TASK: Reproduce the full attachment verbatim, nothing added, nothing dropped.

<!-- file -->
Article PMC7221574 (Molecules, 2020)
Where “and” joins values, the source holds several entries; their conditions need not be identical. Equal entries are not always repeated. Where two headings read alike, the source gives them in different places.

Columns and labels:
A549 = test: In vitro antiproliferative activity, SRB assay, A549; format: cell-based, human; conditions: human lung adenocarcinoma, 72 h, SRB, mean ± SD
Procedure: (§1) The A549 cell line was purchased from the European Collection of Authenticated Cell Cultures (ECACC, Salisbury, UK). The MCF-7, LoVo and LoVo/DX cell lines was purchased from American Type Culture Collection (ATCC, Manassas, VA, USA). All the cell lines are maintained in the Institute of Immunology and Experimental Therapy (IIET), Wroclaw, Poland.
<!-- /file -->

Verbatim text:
Article PMC7221574 (Molecules, 2020)
Where “and” joins values, the source holds several entries; their conditions need not be identical. Equal entries are not always repeated. Where two headings read alike, the source gives them in different places.

Columns and labels:
A549 = test: In vitro antiproliferative activity, SRB assay, A549; format: cell-based, human; conditions: human lung adenocarcinoma, 72 h, SRB, mean ± SD
Procedure: (§1) The A549 cell line was purchased from the European Collection of Authenticated Cell Cultures (ECACC, Salisbury, UK). The MCF-7, LoVo and LoVo/DX cell lines was purchased from American Type Culture Collection (ATCC, Manassas, VA, USA). All the cell lines are maintained in the Institute of Immunology and Experimental Therapy (IIET), Wroclaw, Poland.